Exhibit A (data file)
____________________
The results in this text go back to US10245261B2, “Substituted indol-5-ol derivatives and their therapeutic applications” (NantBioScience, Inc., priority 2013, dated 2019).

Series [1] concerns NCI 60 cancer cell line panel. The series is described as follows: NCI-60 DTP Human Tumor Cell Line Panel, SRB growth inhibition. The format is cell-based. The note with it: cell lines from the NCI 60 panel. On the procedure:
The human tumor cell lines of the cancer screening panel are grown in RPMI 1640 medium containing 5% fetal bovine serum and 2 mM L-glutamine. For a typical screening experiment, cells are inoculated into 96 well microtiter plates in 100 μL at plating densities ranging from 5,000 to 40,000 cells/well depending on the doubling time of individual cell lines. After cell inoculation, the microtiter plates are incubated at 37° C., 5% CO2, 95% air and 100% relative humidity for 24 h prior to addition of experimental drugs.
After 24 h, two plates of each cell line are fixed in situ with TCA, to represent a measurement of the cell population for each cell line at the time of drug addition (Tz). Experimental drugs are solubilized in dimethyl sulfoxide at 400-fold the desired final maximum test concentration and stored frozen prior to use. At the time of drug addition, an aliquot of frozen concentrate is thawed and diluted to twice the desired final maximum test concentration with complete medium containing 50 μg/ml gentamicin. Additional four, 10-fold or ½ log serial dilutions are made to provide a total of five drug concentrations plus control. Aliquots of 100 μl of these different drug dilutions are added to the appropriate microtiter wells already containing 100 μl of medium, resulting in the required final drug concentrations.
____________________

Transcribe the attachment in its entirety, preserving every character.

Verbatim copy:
The results in this text go back to US10245261B2, “Substituted indol-5-ol derivatives and their therapeutic applications” (NantBioScience, Inc., priority 2013, dated 2019).

Series [1] concerns NCI 60 cancer cell line panel. The series is described as follows: NCI-60 DTP Human Tumor Cell Line Panel, SRB growth inhibition. The format is cell-based. The note with it: cell lines from the NCI 60 panel. On the procedure:
The human tumor cell lines of the cancer screening panel are grown in RPMI 1640 medium containing 5% fetal bovine serum and 2 mM L-glutamine. For a typical screening experiment, cells are inoculated into 96 well microtiter plates in 100 μL at plating densities ranging from 5,000 to 40,000 cells/well depending on the doubling time of individual cell lines. After cell inoculation, the microtiter plates are incubated at 37° C., 5% CO2, 95% air and 100% relative humidity for 24 h prior to addition of experimental drugs.
After 24 h, two plates of each cell line are fixed in situ with TCA, to represent a measurement of the cell population for each cell line at the time of drug addition (Tz). Experimental drugs are solubilized in dimethyl sulfoxide at 400-fold the desired final maximum test concentration and stored frozen prior to use. At the time of drug addition, an aliquot of frozen concentrate is thawed and diluted to twice the desired final maximum test concentration with complete medium containing 50 μg/ml gentamicin. Additional four, 10-fold or ½ log serial dilutions are made to provide a total of five drug concentrations plus control. Aliquots of 100 μl of these different drug dilutions are added to the appropriate microtiter wells already containing 100 μl of medium, resulting in the required final drug concentrations.